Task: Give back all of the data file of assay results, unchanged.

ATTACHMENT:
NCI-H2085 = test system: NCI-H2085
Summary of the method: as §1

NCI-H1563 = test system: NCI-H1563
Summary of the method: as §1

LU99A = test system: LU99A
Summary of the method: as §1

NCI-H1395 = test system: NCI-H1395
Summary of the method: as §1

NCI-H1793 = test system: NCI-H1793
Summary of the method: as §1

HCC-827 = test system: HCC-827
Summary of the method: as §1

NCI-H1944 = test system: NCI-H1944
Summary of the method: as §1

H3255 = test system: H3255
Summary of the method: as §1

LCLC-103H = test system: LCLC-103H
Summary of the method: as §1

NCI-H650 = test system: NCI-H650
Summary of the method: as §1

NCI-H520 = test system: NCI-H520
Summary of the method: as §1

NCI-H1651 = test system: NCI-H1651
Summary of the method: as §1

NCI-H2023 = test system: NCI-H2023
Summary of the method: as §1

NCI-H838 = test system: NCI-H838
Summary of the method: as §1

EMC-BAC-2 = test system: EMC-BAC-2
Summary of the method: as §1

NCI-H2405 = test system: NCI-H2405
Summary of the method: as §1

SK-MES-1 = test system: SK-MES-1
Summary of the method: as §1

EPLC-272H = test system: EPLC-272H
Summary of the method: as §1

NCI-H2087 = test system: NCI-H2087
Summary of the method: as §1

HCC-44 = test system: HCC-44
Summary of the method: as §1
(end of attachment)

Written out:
NCI-H2085 = test system: NCI-H2085
Summary of the method: as §1

NCI-H1563 = test system: NCI-H1563
Summary of the method: as §1

LU99A = test system: LU99A
Summary of the method: as §1

NCI-H1395 = test system: NCI-H1395
Summary of the method: as §1

NCI-H1793 = test system: NCI-H1793
Summary of the method: as §1

HCC-827 = test system: HCC-827
Summary of the method: as §1

NCI-H1944 = test system: NCI-H1944
Summary of the method: as §1

H3255 = test system: H3255
Summary of the method: as §1

LCLC-103H = test system: LCLC-103H
Summary of the method: as §1

NCI-H650 = test system: NCI-H650
Summary of the method: as §1

NCI-H520 = test system: NCI-H520
Summary of the method: as §1

NCI-H1651 = test system: NCI-H1651
Summary of the method: as §1

NCI-H2023 = test system: NCI-H2023
Summary of the method: as §1

NCI-H838 = test system: NCI-H838
Summary of the method: as §1

EMC-BAC-2 = test system: EMC-BAC-2
Summary of the method: as §1

NCI-H2405 = test system: NCI-H2405
Summary of the method: as §1

SK-MES-1 = test system: SK-MES-1
Summary of the method: as §1

EPLC-272H = test system: EPLC-272H
Summary of the method: as §1

NCI-H2087 = test system: NCI-H2087
Summary of the method: as §1

HCC-44 = test system: HCC-44
Summary of the method: as §1